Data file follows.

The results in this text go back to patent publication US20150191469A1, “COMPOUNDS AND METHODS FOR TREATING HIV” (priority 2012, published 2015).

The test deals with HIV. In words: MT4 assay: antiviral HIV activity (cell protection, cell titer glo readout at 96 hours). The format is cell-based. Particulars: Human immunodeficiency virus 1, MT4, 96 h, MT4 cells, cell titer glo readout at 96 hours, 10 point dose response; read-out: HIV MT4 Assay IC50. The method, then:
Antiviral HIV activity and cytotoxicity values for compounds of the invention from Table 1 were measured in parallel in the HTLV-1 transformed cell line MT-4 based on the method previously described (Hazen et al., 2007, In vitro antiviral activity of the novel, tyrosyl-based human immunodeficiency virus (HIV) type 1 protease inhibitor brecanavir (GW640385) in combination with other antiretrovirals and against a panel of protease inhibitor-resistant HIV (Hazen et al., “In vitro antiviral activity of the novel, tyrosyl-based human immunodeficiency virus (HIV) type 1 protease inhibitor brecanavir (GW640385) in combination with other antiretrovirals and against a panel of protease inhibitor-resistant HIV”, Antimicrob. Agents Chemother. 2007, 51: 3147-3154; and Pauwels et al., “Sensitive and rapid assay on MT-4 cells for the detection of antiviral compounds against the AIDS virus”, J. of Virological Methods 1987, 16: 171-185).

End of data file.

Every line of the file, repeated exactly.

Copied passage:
The results in this text go back to patent publication US20150191469A1, “COMPOUNDS AND METHODS FOR TREATING HIV” (priority 2012, published 2015).

The test deals with HIV. In words: MT4 assay: antiviral HIV activity (cell protection, cell titer glo readout at 96 hours). The format is cell-based. Particulars: Human immunodeficiency virus 1, MT4, 96 h, MT4 cells, cell titer glo readout at 96 hours, 10 point dose response; read-out: HIV MT4 Assay IC50. The method, then:
Antiviral HIV activity and cytotoxicity values for compounds of the invention from Table 1 were measured in parallel in the HTLV-1 transformed cell line MT-4 based on the method previously described (Hazen et al., 2007, In vitro antiviral activity of the novel, tyrosyl-based human immunodeficiency virus (HIV) type 1 protease inhibitor brecanavir (GW640385) in combination with other antiretrovirals and against a panel of protease inhibitor-resistant HIV (Hazen et al., “In vitro antiviral activity of the novel, tyrosyl-based human immunodeficiency virus (HIV) type 1 protease inhibitor brecanavir (GW640385) in combination with other antiretrovirals and against a panel of protease inhibitor-resistant HIV”, Antimicrob. Agents Chemother. 2007, 51: 3147-3154; and Pauwels et al., “Sensitive and rapid assay on MT-4 cells for the detection of antiviral compounds against the AIDS virus”, J. of Virological Methods 1987, 16: 171-185).